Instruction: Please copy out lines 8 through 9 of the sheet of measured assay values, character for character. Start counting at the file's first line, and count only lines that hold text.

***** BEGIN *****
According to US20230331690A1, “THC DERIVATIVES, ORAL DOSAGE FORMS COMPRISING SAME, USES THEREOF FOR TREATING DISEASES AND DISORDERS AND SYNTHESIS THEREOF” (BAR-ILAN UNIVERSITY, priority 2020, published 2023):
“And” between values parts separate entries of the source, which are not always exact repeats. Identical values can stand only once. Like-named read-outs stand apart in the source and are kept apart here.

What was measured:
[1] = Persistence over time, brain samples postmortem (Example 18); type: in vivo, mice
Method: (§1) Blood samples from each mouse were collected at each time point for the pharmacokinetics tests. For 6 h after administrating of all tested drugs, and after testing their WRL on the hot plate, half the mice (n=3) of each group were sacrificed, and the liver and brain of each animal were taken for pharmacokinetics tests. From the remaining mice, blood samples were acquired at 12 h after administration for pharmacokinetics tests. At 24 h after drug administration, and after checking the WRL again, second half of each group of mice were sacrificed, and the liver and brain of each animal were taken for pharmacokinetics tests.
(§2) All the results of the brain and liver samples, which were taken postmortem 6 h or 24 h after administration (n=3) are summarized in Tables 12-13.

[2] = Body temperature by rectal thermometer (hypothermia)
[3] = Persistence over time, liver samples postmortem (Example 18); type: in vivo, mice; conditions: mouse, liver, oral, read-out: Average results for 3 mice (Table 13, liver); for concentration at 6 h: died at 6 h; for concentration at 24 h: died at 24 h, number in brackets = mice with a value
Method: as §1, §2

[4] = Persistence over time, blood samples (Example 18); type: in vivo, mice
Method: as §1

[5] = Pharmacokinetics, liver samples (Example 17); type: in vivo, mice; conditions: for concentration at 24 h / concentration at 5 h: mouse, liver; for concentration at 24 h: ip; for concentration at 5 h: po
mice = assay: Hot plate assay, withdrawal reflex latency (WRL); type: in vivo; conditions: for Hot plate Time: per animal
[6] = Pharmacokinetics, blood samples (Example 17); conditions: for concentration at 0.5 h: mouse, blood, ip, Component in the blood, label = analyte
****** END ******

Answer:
[3] = Persistence over time, liver samples postmortem (Example 18); type: in vivo, mice; conditions: mouse, liver, oral, read-out: Average results for 3 mice (Table 13, liver); for concentration at 6 h: died at 6 h; for concentration at 24 h: died at 24 h, number in brackets = mice with a value
Method: as §1, §2